Samuel Williams Saturday, 05 March 2011

There are many theories regarding the Christchurch earthquakes — but few look at the local environment for possible explanations. I am not a geologist; however after discussing the various possibilities I thought we came up with an interesting possible explanation.

The recent earthquakes we have been experiencing in Christchurch are potentially due to a reduction of water in underground aquifers. Because there is less water, this causes a reduction of pressure in the aquifers which then causes them to collapse or shift.

To explain this idea, I've made some diagrams. Here is an example of the water table under the Canterbury planes (obviously depth not a linear scale). At some point the pressure of the water water and sediments must have an equilibrium:

Water and Earth in balance.

However, if water input is reduced (and thus the water table drops), then it may be possible for these structures to collapse into the void created by an absence of water. As the major structures collapse, the minor sediments are pushed up through the gaps due to the large pressure exerted on the remaining water supply.

Earth collapses and pushes up sediments.

Essentially, the structure of the underground aquifers is supported by the pressure exerted by large amounts of water — and that the use of water for farming and irrigation has caused these underground structures to become empty. This in turn causes massive internal collapse. The remaining water and sand is then pushed up through the ground, as the weight of earth is now pressing down on top of it with no resistance.

The evidence for this is the vast amounts of water and sand that has been pushed up from underground during several of the last major earthquakes. Even if this phenomenon is not responsible for the main earthquake, I wonder if it contributed significantly to the destruction of the roads and underground structures around Christchurch.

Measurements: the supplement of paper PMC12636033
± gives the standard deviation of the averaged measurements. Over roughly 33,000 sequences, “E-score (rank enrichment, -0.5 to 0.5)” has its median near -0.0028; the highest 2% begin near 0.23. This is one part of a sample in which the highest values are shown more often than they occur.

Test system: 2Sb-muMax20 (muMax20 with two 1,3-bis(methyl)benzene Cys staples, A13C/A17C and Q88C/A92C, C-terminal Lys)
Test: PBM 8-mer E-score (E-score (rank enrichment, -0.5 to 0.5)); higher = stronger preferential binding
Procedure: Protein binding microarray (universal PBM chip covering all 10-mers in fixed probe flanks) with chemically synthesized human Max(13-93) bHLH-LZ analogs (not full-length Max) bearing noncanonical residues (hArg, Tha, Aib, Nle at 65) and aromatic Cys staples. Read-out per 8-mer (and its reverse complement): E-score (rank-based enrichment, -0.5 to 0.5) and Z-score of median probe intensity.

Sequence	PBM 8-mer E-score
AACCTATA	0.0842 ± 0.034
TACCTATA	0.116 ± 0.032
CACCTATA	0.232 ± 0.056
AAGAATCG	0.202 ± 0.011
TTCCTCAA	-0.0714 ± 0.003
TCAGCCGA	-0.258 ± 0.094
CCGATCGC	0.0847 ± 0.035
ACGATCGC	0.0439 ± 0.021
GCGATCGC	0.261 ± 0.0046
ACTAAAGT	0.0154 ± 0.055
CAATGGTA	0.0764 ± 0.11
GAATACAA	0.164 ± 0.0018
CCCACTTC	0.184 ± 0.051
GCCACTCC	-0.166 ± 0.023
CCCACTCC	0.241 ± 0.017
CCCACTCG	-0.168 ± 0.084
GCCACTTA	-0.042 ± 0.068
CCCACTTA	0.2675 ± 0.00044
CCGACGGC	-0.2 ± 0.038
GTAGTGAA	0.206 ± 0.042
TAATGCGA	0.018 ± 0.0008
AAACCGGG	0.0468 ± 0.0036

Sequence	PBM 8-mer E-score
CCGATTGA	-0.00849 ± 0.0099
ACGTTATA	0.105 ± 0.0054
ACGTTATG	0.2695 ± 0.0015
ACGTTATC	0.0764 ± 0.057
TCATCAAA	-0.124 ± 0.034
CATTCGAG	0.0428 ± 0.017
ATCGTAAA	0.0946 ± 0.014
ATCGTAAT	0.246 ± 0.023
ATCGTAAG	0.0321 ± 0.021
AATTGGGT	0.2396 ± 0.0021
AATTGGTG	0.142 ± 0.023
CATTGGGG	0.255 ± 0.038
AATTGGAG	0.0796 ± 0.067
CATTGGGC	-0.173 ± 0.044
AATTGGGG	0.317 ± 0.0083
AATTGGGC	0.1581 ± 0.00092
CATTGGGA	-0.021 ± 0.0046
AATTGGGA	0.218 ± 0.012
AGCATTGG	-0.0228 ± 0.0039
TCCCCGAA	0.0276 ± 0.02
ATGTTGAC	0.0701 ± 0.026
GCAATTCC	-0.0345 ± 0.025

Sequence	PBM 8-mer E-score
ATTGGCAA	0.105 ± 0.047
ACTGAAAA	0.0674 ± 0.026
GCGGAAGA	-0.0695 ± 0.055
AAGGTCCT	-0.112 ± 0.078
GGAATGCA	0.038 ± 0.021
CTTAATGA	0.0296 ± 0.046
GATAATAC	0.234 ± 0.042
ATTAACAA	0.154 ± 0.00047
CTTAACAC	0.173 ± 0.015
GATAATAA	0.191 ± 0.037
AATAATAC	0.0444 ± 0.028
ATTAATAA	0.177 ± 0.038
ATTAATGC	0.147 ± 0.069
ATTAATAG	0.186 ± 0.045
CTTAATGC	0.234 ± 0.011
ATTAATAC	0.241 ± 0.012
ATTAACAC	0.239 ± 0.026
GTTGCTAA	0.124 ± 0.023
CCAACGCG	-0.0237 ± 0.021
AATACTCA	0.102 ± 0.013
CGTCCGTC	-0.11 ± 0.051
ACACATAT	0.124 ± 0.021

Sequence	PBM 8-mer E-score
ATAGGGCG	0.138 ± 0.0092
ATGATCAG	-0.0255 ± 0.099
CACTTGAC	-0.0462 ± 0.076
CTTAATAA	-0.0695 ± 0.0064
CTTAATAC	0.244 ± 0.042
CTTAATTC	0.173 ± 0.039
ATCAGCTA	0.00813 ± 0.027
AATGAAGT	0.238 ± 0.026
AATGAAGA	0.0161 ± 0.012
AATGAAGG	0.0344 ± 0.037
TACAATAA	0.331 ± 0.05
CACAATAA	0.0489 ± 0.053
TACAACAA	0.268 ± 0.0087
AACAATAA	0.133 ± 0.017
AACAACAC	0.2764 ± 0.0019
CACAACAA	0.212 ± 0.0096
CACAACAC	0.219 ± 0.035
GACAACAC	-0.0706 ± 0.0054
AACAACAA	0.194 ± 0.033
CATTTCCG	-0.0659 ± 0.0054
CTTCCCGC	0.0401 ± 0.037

Are we destroying the natural Christchurch aquifers by drawing too much water? It would be great to have some geologists comment on this theory.


You are not the only one thinking the “unthinkable”

I have spoken to several geologists here in Canterbury, all of whom agree this theory has merit, and deserves investigation, however to seek funding for such research would be impossible due to the political and economic interests involved in irrigation here in Canterbury.

I got an interesting response via email:

Last Saturday (2/7/11) there was a fascinating article in The Press on the first Canterbury farmer (near Pendarves 1968) to use bore irrigation to convert from sheep to cropping… he was initially considered to be wasting his money by neighbours and government farm advisers! How quickly they changed their tune.

I have considered this a possibility all along and spoken to geologists, some who agree and some who disagree with the hypothesis that water extraction/aquifer collapse may have caused/triggered the quakes.

The difficulty would be in proving the hypothesis, as it may or may not be correct.

Significant political and economic forces would seek to silence any such research, and scientists who still have a job, mostly want to keep it!

The same week that GNS convinced the Canterbury University Geology Department not to release the findings from their collaboration with Canadian experts (who brought vital equipment to measure faults), the government announced its $420 million funding for a huge new irrigation scheme between the Rakaia and the Waimakariri! … coincidence?

Its important to remember that irrigation triggered quakes is only a theory, a possibility, but I suspect it is one the government and business do NOT want explored for the very obvious reason it would cast a shadow over their desire to further develop irrigation in Canterbury … Big money is involved.

If your theory was true then you would have regular small-scale, local earthquakes around aquifier extraction sites, and not significant region-wide tremors. Unless Christchurch is above a cavern, the water table isn’t that fluid.